Baby Love Child banner

Adoption as a tool of cultural genocide, the “child grabs” Canadian First Nations peoples have endured

To start from a personal perspective, I’m just a Bastard, a politically active adoptee.

Being legally prohibited from attaining my State sealed records, I have no idea what heritage cultural or genetic my biological family might contain, other than a quick glance in a mirror appears to indicate pretty clearly a hefty chunk of what would generally be termed “white” by sociological definition. The family history of those who adopted me has interwoven at times with First Nations peoples on both the American and Canadian sides of the border.

While my interest in this subject, yes at times does relate to aspects of ‘familial’ history, my primary interest in such is historical and political, speaking from both a Bastard perspective, as one who opposes forms and tactics of colonialism (religious, political, etc), and as one who supports indigenous peoples’ autonomy and demands for redress.

***

I’m going to use this Aug 2nd, ‘08 CTV piece, At least 22,000 Canadian children need parents, as a jumping off point to provide some background readings links towards understanding some of the history reguarding the Canadian pool of children currently available for adoption. The CTV piece is pretty much par for the course adoption marketing, but it does provide a few useful statistics:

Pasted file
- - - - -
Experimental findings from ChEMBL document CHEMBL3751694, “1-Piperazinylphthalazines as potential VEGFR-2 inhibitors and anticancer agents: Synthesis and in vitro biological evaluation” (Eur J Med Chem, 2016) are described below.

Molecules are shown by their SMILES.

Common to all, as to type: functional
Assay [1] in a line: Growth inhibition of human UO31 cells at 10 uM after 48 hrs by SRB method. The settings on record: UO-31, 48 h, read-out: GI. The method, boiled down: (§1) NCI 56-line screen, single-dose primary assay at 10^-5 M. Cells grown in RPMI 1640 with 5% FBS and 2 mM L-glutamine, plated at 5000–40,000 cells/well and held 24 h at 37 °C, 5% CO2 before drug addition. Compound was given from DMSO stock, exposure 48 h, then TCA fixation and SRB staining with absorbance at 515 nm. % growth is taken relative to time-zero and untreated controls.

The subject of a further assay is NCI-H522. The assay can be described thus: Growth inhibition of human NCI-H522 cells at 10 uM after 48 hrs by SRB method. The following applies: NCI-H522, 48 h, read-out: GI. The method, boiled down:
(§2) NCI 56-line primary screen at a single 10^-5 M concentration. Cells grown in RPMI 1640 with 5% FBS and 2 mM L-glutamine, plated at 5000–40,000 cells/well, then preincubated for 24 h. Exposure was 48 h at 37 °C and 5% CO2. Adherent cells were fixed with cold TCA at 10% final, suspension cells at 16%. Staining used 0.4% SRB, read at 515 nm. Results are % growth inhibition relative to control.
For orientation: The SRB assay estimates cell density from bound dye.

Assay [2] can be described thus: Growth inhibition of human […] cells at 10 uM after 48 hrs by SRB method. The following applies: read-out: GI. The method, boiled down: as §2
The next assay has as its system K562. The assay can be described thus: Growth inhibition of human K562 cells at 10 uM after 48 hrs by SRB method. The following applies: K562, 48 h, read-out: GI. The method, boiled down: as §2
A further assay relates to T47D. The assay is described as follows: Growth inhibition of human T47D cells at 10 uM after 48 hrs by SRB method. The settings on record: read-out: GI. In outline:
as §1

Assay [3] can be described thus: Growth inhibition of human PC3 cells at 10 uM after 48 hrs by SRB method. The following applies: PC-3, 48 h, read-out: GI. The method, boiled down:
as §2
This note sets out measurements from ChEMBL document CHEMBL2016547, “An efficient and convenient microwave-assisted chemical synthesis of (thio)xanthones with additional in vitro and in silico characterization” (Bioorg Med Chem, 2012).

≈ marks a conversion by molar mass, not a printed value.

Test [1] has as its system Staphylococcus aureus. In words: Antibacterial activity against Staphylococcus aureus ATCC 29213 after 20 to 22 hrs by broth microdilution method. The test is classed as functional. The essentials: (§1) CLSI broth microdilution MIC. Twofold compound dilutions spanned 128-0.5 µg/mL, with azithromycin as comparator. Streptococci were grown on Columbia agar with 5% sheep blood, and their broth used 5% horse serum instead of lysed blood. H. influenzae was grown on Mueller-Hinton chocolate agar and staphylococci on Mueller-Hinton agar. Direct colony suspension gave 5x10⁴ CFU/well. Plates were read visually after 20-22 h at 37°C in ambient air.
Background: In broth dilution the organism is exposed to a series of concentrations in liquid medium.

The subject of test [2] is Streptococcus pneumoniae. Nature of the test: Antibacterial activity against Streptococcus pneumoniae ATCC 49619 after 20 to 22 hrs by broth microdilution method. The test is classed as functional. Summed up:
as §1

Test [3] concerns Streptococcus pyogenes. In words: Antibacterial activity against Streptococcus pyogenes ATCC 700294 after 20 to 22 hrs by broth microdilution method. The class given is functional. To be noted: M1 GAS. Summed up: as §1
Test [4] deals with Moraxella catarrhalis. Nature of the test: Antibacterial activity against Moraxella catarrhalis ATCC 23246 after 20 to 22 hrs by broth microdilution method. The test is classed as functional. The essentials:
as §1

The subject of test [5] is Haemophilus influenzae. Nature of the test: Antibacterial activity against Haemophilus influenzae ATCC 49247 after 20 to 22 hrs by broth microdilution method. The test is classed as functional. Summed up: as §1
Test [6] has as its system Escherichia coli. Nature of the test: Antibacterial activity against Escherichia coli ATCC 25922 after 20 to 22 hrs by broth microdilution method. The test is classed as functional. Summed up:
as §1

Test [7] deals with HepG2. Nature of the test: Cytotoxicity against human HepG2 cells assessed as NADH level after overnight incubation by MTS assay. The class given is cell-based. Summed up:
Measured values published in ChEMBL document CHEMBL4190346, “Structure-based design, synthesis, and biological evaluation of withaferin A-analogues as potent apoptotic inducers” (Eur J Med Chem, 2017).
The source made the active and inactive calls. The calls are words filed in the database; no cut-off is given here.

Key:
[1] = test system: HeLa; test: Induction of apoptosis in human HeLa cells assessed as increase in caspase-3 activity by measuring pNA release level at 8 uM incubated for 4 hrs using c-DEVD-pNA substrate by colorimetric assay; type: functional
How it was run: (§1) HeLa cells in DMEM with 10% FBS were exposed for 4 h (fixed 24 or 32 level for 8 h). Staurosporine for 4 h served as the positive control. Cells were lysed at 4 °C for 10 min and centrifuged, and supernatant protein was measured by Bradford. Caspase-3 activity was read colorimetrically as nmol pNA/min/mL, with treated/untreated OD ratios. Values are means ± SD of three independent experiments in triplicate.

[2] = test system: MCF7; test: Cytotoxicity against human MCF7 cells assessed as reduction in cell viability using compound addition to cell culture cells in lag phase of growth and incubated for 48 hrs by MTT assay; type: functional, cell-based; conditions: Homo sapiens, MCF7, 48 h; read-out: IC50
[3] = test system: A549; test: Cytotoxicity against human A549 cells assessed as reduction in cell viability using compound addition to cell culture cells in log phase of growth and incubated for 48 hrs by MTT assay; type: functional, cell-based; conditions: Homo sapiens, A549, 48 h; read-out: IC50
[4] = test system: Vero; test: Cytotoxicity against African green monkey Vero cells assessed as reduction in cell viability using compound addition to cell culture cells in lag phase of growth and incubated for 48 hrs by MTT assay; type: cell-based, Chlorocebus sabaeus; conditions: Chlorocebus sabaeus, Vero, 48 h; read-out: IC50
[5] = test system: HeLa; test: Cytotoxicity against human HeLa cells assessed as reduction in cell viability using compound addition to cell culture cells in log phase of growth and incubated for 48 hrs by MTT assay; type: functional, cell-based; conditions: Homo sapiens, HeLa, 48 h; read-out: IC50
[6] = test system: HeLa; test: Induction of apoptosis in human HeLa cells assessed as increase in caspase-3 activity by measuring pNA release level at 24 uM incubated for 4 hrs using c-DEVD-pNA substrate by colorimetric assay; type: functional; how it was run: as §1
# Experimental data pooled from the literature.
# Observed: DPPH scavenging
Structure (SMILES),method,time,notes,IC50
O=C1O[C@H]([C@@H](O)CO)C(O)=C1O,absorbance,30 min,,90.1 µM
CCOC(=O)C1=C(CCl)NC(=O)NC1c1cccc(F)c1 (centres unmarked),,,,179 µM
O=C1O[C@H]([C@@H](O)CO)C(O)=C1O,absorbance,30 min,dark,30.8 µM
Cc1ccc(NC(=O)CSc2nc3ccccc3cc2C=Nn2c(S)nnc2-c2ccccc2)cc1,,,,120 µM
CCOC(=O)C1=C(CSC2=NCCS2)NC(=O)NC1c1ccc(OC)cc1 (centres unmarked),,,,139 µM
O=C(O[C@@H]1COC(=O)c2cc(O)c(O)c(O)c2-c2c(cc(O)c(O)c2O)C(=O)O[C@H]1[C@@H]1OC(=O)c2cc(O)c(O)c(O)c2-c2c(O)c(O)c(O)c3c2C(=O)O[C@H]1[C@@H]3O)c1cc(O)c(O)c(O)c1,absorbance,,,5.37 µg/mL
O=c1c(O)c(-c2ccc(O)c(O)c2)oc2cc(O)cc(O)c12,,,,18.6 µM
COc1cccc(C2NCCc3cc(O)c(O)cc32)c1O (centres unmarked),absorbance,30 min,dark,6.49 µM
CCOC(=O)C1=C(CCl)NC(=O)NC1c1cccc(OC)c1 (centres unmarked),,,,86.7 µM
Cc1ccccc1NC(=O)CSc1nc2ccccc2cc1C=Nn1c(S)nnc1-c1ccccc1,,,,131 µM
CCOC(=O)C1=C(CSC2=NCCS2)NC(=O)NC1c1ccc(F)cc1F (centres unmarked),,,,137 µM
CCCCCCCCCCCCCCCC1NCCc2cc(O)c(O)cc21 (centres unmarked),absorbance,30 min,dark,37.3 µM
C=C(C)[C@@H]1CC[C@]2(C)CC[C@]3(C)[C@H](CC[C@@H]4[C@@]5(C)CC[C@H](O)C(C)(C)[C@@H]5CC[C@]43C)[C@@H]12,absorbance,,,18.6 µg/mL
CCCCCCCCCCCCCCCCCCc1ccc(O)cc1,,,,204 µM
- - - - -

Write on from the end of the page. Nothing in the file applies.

“There are 76,000 children in child welfare care and over 22,000 we know are actively waiting for adoption right now,” Sandra Scarth, president of the Adoption Council of Canada, told CTV News.

In 2006, Canadians adopted 1,535 children from other countries, according to the most recent Citizenship and Immigration Canada report on international adoption statistics.

China was the top choice for Canadian families, followed by Haiti.

Of the kids labeled available many are First Nations:

In Canada, many on the adoption waiting lists are First Nations children, some of whom are victims of poverty and their parents’ substance abuse.

“We actually have three times the number of First Nations children in child welfare care today than we did at the height of the residential schools,” said Cindy Blackstone of the First Nations Child and Family Caring Society of Canada.

So what percentage of kids in Canadian child welfare are Aboriginal? An April 2004 study, entitled Keeping the Promise: the Convention on the Rights of the Child and the Lived Experiences of First Nations Children and Youth (link to a PDF) produced by the First Nations Child and Family Caring Society of Canada estimated the number at 30-40%. This is gross over representation of Aboriginal children in ‘care’ considering Native children represent only 5% of the Canadian child population.

What about the “residential schools” referred to in the above, and why would that be used as a frame of reference?

Many Americans are unaware of the systematic cultural genocide the “Indian Residential Schools” inflicted upon First Nations people in Canada, despite America’s very similar own history with the “Indian Boarding Schools”.

The religious schools in Canada, (which were later government funded) were a core program used in the attempted systematic dismantling of First Nations identity, familial bonds, culture, and heritage. While such were labeled “schools” they utilized systems of punishments and brute force against those who refused to assimilate, (see Schooling as genocide. Residential schools for First Nations in Canada 1900-1980) a summary of a paper presented at the European Conference on Educational Research, University of Hamburg, 17-20 Sept. 2003:)